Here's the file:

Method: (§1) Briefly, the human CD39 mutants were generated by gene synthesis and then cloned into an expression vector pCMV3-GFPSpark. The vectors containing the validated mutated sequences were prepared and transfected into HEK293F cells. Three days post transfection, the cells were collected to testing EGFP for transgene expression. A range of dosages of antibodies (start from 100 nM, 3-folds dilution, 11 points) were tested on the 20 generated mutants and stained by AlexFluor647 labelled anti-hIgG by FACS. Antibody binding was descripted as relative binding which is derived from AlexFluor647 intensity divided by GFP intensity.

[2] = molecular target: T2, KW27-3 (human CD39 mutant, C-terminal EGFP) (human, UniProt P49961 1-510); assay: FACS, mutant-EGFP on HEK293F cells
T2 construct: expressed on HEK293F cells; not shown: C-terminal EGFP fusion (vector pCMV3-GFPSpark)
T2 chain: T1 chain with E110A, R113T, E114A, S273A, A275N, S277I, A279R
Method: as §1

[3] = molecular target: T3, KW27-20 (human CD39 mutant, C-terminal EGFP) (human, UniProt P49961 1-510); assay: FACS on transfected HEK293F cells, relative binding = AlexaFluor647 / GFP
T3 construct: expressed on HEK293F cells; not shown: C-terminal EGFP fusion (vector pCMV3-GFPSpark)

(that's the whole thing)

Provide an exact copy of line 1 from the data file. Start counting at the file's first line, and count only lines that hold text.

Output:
Method: (§1) Briefly, the human CD39 mutants were generated by gene synthesis and then cloned into an expression vector pCMV3-GFPSpark. The vectors containing the validated mutated sequences were prepared and transfected into HEK293F cells. Three days post transfection, the cells were collected to testing EGFP for transgene expression. A range of dosages of antibodies (start from 100 nM, 3-folds dilution, 11 points) were tested on the 20 generated mutants and stained by AlexFluor647 labelled anti-hIgG by FACS. Antibody binding was descripted as relative binding which is derived from AlexFluor647 intensity divided by GFP intensity.